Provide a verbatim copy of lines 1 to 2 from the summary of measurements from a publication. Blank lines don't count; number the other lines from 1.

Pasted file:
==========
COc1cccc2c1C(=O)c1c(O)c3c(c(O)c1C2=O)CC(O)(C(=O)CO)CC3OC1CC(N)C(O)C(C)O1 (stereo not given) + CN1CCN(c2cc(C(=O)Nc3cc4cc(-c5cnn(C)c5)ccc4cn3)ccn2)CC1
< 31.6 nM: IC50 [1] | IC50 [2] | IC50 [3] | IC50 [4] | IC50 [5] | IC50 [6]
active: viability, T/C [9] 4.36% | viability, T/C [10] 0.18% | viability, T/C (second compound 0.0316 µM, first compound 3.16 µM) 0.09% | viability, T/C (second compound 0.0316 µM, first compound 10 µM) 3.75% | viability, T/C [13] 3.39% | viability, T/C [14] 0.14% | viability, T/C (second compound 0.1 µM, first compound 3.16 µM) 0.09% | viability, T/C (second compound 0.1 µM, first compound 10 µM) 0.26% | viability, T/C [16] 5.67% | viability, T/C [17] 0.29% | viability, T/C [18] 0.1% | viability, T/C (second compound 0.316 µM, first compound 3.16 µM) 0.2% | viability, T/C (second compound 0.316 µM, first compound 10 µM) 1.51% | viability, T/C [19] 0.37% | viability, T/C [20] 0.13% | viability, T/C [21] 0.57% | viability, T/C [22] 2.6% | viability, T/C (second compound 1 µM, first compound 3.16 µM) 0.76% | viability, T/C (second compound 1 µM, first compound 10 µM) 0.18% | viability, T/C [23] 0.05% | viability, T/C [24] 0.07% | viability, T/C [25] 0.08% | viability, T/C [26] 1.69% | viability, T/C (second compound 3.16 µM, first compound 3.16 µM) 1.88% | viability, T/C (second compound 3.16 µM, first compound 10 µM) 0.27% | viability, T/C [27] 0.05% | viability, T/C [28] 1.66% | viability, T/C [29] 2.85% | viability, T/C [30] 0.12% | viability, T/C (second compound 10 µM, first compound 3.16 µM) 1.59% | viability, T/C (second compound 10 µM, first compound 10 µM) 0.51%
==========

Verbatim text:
COc1cccc2c1C(=O)c1c(O)c3c(c(O)c1C2=O)CC(O)(C(=O)CO)CC3OC1CC(N)C(O)C(C)O1 (stereo not given) + CN1CCN(c2cc(C(=O)Nc3cc4cc(-c5cnn(C)c5)ccc4cn3)ccn2)CC1
< 31.6 nM: IC50 [1] | IC50 [2] | IC50 [3] | IC50 [4] | IC50 [5] | IC50 [6]